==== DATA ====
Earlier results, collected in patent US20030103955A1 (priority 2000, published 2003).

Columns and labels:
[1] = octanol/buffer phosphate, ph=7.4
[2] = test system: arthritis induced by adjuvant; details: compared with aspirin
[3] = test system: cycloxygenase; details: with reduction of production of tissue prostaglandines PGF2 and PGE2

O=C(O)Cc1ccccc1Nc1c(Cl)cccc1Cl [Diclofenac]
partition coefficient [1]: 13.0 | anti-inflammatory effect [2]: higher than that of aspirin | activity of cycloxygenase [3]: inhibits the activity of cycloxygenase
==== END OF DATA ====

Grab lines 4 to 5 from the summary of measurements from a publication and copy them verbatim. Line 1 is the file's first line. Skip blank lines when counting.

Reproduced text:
[2] = test system: arthritis induced by adjuvant; details: compared with aspirin
[3] = test system: cycloxygenase; details: with reduction of production of tissue prostaglandines PGF2 and PGE2